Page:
5 Things Utah: Gender-affirming care ban, Master Plan on Aging, Behavioral health in the legislature


Eli Kirshbaum


In this month’s edition, we focus on the legislature, where lawmakers have been hard at work developing legislation related to behavioral healthcare, older Utahns’ health, health information sharing, and much more. This year’s legislative session ends one week from today, on March 3rd.

Six rural Utah hospitals were recently named among the best in the country in the Chartis Group’s ranking of the top 100 rural and community hospitals for 2023, with the Utah Hospital Association telling State of Reform the robust collaboration among larger health systems in the state to support rural facilities was a key contributor to their success.

“As rural hospitals close across the nation, not one rural hospital has closed in Utah and to the contrary [rural hospitals] have mostly thrived,” said Greg Rosenvall, UHA’s Rural Hospital Improvement Director. “This is indicative of strong leadership. The leaders of Utah’s rural hospitals are among the best anywhere.”

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Eli Kirshbaum
State of Reform 

1. Utah now prohibits gender-affirming care for minors

After taking only 10 days to pass both chambers of the legislature, the bill to ban the provision of gender-affirming care on minors in the state is now law. Gov. Cox signed SB 16 late last month, saying it’s “not a perfect bill” to address the “terribly divisive issue.” He nonetheless affirmed his support, echoing proponents’ framing of the issue as protecting the safety of Utah children.

ACLU of Utah—who called on the governor to veto the bill—intends to soon file a lawsuit against the state to repeal the legislation. After it was signed, ACLU Deputy Director for Transgender Justice Chase Strangio pushed back against the arguments that it promotes children’s well-being, referencing the emotional opposing testimony the bill received. “Claims of protecting our most vulnerable with these laws ring hollow when lawmakers have trans children’s greatest protectors—their parents, providers, and the youth themselves—pleading in front of them not to cut them off from their care,” he said.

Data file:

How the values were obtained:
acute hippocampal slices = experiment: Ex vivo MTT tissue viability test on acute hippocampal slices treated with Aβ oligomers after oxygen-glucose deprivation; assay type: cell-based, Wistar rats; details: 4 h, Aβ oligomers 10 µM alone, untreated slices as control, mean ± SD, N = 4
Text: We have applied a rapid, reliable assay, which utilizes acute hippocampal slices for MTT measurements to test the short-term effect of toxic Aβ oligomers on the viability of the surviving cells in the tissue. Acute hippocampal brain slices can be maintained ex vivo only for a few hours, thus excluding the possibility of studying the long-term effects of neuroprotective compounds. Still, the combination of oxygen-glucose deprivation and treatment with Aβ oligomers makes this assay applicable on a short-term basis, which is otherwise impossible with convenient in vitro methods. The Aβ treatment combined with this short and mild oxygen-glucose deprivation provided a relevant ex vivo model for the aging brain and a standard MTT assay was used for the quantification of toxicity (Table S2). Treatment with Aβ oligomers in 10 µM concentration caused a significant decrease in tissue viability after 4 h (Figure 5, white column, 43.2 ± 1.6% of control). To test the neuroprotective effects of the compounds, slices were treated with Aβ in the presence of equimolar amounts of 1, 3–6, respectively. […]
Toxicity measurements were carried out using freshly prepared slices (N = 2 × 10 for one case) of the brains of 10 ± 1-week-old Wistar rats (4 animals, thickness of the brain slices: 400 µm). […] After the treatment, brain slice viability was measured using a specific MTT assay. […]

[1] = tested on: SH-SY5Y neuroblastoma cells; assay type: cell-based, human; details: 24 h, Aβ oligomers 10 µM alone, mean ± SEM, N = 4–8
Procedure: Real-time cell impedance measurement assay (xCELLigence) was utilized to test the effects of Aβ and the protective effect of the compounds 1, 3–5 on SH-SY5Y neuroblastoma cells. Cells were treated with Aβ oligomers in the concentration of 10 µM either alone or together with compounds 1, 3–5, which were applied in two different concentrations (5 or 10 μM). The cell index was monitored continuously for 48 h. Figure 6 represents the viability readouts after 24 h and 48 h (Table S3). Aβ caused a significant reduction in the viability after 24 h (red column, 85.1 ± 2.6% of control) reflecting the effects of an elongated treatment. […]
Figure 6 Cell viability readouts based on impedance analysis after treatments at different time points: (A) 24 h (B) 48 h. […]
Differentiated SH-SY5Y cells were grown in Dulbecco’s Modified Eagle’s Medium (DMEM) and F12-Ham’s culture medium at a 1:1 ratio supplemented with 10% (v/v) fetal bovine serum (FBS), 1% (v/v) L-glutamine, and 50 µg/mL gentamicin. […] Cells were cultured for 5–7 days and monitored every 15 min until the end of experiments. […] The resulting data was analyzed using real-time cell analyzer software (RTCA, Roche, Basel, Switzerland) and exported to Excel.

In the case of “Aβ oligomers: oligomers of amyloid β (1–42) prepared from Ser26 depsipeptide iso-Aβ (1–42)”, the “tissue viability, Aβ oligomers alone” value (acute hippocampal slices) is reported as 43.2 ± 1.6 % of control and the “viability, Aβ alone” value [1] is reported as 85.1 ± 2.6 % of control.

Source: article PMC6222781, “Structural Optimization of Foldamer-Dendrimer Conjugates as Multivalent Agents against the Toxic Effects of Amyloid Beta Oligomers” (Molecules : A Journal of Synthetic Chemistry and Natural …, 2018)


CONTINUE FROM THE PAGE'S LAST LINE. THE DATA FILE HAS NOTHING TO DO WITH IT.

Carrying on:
2. Lawmakers set to approve creation of Master Plan on Aging

A bill to require the creation of a Master Plan on Aging in Utah has received approval from both chambers of the legislature and is now undergoing final discussions related to its fiscal impact. The Utah Commission on Aging, which was established in 2008 to provide annual reports to lawmakers about the health of older Utahns, has been instrumental in crafting this legislation and would be tasked with creating this 10-year roadmap for aging Utahns’ health.

In a recent Q&A with State of Reform, UCOA Executive Director Rob Ence said his organization already has a master plan drafted, discussed what the plan will entail, and outlined how it will improve the health of older Utahns. “We should be doing a master plan whether this legislation passes or not. What [SB 104] does is put the legislative stamp on it with agreed-upon deadlines, [the first iteration of which] will be due in early November,” he said. “That’s why so many pieces are already in play, but not necessarily in place.”